With each passing day, it seems more and more as if the Washington Redskins made the biggest mistake of the 2013 NFL season by allowing Robert Griffin III to come back from a torn ACL to begin the season.
Since coming back, Griffin has simply looked like a different player than in 2012. His speed, elusiveness, long range passing ability and even confidence have all been dramatically reduced. No more has this mistake been more apparent than during the Redskins’ 31-16 loss to the hated Dallas Cowboys on Sunday night.
During the game, Griffin completed a mere 19 out of 39 passes for 246 passing yards, 0 touchdowns and one interception. Displays like this have seemingly become a commonplace things for Griffin during the 2013 season. Even when he does put up great statistics, such as in the first three games of the season, they seem to come at meaningless times when there is no pressure.
When pressure situations do arrive, it seems as if Griffin is tentative to truly plant his surgically-repaired right knee and fire the ball like we all know that he can.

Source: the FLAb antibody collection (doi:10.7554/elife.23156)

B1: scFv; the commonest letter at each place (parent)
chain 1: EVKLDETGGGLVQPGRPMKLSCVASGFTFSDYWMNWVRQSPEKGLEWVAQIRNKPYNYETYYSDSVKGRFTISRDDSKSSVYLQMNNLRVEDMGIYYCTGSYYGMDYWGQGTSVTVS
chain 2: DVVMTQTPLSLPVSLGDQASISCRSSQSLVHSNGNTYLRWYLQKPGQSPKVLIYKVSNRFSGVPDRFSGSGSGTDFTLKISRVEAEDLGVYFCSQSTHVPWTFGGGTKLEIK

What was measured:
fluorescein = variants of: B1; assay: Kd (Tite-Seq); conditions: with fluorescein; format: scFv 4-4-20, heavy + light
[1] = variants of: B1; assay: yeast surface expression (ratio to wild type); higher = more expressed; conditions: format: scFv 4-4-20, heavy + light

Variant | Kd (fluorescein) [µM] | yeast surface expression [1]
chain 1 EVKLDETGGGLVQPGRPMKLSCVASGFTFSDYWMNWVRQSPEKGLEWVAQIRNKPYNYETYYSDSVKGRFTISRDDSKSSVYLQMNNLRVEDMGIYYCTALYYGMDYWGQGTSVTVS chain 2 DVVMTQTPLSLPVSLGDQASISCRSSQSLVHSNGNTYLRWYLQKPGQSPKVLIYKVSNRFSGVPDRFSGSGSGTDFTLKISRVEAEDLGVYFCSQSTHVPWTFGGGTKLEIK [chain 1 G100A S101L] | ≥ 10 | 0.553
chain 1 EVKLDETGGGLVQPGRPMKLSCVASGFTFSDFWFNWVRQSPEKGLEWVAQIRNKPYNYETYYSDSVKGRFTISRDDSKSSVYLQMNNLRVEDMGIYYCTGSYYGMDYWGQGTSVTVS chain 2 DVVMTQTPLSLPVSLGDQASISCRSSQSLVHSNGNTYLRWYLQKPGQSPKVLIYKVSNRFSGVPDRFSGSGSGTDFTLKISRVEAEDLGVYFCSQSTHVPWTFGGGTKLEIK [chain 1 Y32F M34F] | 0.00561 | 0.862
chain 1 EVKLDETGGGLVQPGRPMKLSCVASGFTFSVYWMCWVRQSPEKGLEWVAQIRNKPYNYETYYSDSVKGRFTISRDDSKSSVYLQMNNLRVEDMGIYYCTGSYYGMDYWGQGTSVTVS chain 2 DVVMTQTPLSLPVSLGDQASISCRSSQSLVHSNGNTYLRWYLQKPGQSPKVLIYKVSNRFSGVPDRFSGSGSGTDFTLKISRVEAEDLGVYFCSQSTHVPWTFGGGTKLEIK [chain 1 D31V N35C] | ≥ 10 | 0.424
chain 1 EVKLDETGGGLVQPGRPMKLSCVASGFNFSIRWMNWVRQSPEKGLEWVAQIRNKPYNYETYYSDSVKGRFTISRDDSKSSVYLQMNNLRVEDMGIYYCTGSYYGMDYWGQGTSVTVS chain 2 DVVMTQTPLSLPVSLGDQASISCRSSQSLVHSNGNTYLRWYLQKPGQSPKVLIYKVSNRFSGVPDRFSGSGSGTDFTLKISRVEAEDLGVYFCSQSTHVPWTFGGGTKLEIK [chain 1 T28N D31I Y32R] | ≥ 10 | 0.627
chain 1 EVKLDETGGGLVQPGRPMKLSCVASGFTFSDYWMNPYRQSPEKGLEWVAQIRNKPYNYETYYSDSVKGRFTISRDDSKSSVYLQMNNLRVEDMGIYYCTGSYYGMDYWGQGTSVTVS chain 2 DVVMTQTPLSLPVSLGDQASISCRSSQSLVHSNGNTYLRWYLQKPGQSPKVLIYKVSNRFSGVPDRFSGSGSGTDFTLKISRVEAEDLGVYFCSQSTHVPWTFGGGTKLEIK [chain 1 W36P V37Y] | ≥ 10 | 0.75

On the ground, Griffin did run nine times for 77 yards, but this contribution was significantly diminished by the fact that he fumbled the ball twice and lost one fumble. This has continued a very worrying trend in which Griffin has fumbled three times in the first four games.
These fumbles signify both a lack of strength and awareness that often comes back to bite the Redskins late in games, as it did when Griffin turned the ball over midway through the fourth quarter and the Cowboys subsequently scored the touchdown that put the game out of reach.
With poor games continuing to become common for Griffin, it is apparent that his play is costing the Redskins games on a weekly basis.
It stands to reason that Kirk Cousins would be a better option at quarterback during the remainder of the 2013 season than Griffin. Cousins may not be as talented as his counterpart, but there is also no doubting that he would be much more consistent and bring a realm of calmness to the Redskins.
If Mike Shanahan continues to ignore this common wisdom, he will only be hurting the rest of the players within the Redskins locker room, who continue to fight each week while their quarterback routinely makes mistakes.